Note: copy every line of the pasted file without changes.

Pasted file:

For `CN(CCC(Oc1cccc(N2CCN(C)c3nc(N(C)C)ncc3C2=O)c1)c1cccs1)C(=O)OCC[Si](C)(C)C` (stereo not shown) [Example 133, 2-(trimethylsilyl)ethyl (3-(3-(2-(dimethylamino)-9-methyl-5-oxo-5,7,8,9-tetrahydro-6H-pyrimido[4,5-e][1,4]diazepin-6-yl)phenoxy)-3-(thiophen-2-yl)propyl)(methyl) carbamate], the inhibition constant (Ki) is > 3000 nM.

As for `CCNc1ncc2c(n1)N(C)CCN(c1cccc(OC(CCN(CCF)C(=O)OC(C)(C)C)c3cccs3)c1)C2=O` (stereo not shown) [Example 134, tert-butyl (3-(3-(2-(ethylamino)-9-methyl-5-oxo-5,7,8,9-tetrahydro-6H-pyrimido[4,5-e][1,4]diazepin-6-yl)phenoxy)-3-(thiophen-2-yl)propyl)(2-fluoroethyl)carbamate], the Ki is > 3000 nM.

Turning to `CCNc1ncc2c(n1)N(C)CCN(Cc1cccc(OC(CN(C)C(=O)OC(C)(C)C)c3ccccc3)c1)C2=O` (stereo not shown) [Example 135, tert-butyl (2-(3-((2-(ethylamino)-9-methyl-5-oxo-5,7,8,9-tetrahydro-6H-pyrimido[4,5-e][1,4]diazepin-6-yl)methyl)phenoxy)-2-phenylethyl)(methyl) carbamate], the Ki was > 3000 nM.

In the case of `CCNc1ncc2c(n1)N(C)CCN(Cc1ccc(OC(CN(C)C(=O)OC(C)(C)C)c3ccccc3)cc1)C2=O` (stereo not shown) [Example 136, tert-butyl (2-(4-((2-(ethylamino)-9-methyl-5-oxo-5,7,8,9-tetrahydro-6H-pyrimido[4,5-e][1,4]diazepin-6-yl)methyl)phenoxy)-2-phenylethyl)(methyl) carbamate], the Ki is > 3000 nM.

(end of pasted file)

For `CN(CCC(Oc1cccc(N2CCN(C)c3nc(N(C)C)ncc3C2=O)c1)c1cccs1)C(=O)OCC[Si](C)(C)C` (stereo not shown) [Example 133, 2-(trimethylsilyl)ethyl (3-(3-(2-(dimethylamino)-9-methyl-5-oxo-5,7,8,9-tetrahydro-6H-pyrimido[4,5-e][1,4]diazepin-6-yl)phenoxy)-3-(thiophen-2-yl)propyl)(methyl) carbamate], the inhibition constant (Ki) is > 3000 nM.

As for `CCNc1ncc2c(n1)N(C)CCN(c1cccc(OC(CCN(CCF)C(=O)OC(C)(C)C)c3cccs3)c1)C2=O` (stereo not shown) [Example 134, tert-butyl (3-(3-(2-(ethylamino)-9-methyl-5-oxo-5,7,8,9-tetrahydro-6H-pyrimido[4,5-e][1,4]diazepin-6-yl)phenoxy)-3-(thiophen-2-yl)propyl)(2-fluoroethyl)carbamate], the Ki is > 3000 nM.

Turning to `CCNc1ncc2c(n1)N(C)CCN(Cc1cccc(OC(CN(C)C(=O)OC(C)(C)C)c3ccccc3)c1)C2=O` (stereo not shown) [Example 135, tert-butyl (2-(3-((2-(ethylamino)-9-methyl-5-oxo-5,7,8,9-tetrahydro-6H-pyrimido[4,5-e][1,4]diazepin-6-yl)methyl)phenoxy)-2-phenylethyl)(methyl) carbamate], the Ki was > 3000 nM.

In the case of `CCNc1ncc2c(n1)N(C)CCN(Cc1ccc(OC(CN(C)C(=O)OC(C)(C)C)c3ccccc3)cc1)C2=O` (stereo not shown) [Example 136, tert-butyl (2-(4-((2-(ethylamino)-9-methyl-5-oxo-5,7,8,9-tetrahydro-6H-pyrimido[4,5-e][1,4]diazepin-6-yl)methyl)phenoxy)-2-phenylethyl)(methyl) carbamate], the Ki is > 3000 nM.